A couple of weeks ago, I had the honor to speak at the exclusive Acceller Summit in Miami. Some readers may remember Acceller from the case study I wrote about them and their CEO Steve McKean in my book Always Be Testing. Steve is the CEO who explained:
“A culture of testing and optimization cannot happen in a vacuum, nor can it be mandated. You need a team that understands and believes in the principles. You need to communicate a strategic execution plan, and you need to create an atmosphere that encourages and enables the ongoing changes dictated by applying this strategy.”
There were several amazing speakers at the conference but I wanted to share what Matt Vinola, Director of Baseball Operations for the Texas Rangers, illuminated in his insider’s view presentation on Moneyball and how this applies to online marketing. Moneyball: The Art of Winning an Unfair Game is the popular book/movie about Oakland A’s manager Billy Beane and how he took a new look at the data in front of him, created new analytics and the processes to create a winning baseball organization even when the financial situation of the team was in crisis.
The Texas Rangers have also created an amazing baseball organization over the last several years, even appearing in the World Series the last couple of years. They’ve done it by developing their own metrics, that are simple for the whole organization to use, that have gone beyond the simple Sabermetrics first explained in MoneyBall. They needed to find a way to compete with the like of the New York Yankees with the largest payroll in baseball when they were losing their home developed talents because they couldn’t pay the salaries that a team like the Yankees could.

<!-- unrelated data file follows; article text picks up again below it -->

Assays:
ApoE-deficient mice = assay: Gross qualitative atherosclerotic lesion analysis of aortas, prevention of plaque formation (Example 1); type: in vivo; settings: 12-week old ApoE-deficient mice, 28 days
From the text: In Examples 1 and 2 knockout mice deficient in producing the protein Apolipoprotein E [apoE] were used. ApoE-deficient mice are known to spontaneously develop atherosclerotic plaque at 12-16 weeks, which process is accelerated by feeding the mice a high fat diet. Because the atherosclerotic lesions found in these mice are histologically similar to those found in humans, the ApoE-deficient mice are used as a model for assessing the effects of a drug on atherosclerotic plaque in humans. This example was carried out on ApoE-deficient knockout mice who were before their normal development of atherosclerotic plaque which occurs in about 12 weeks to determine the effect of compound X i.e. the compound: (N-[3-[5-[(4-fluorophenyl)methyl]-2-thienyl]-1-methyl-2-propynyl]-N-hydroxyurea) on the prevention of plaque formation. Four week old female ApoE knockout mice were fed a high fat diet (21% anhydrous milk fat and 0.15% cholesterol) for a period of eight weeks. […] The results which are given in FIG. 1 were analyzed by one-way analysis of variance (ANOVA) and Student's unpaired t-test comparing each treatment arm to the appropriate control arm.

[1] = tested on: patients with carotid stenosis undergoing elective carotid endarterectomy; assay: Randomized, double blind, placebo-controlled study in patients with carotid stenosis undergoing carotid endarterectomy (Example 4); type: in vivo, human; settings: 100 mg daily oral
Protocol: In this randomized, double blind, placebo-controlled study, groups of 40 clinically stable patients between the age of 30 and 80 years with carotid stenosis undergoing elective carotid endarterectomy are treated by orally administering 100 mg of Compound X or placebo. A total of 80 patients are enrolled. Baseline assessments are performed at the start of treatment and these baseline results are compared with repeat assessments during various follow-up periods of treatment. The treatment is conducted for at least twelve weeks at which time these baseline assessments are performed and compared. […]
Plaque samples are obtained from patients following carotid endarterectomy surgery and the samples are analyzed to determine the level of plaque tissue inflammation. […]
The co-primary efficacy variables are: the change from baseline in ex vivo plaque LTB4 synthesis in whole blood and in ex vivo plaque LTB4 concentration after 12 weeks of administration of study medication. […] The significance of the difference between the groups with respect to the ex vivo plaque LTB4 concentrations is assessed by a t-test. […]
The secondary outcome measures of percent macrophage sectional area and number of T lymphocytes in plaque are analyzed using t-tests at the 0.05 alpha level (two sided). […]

This won’t be a column about baseball though, and I can’t share all the details he shared during this exclusive summit. However, let me show you how this was done in front of your eyes in the online marketing space and continues to happen on a regular basis.
The company went live with it’s website in 1995. Throughout the dot com bubble of the late 90s, the company struggled to make a profit. By 2001, it generated a small profit proving its business model and has never looked back. They managed to pile up $3 billion in losses between 1995 and 2003. Of course, I am talking about Amazon.com. What right did this small, struggling business have to dominate ecommerce today when it had to battle retail behemoths such Walmart and Barnes and Noble in their early days.? How did Amazon apply Moneyball principles to win this unfair game?
Amazon built a true data driven organization served by great execution and innovation. They optimize for everything but not at the expense of customer experience. They optimized their supply chain making sure the products customers demanded were available, were shipped quickly and as inexpensively as possible. They were the first to leverage social commerce with reviews but they continuously optimized how they were gathered, displayed and used where others just had reviews lying around as a site feature. They optimized the site experience endlessly; having around 200 tests going on at any given time. They even optimized how they deliver customer service and that is one part of why people love Amazon. All these efficiencies helped them offer the lowest price on products while optimizing for margin as well. They are masters of leveraging their Big Data and enhancing and personalizing the customer experience. They didn’t start off that way but they built it into their organization. They had to build and learn how to use all these tools themselves.
Today, you don’t have that challenge. Many of the tools that Amazon built for their personal use have been developed by others, many leverage Big Data and use advanced algorithms so that you don’t have to figure it out yourself. In the near future I’ll deconstruct the Amazon experience and show you how to catch up and compete with Amazon.com with some of the tools that are available today.
Are you willing to play by a different set of rules?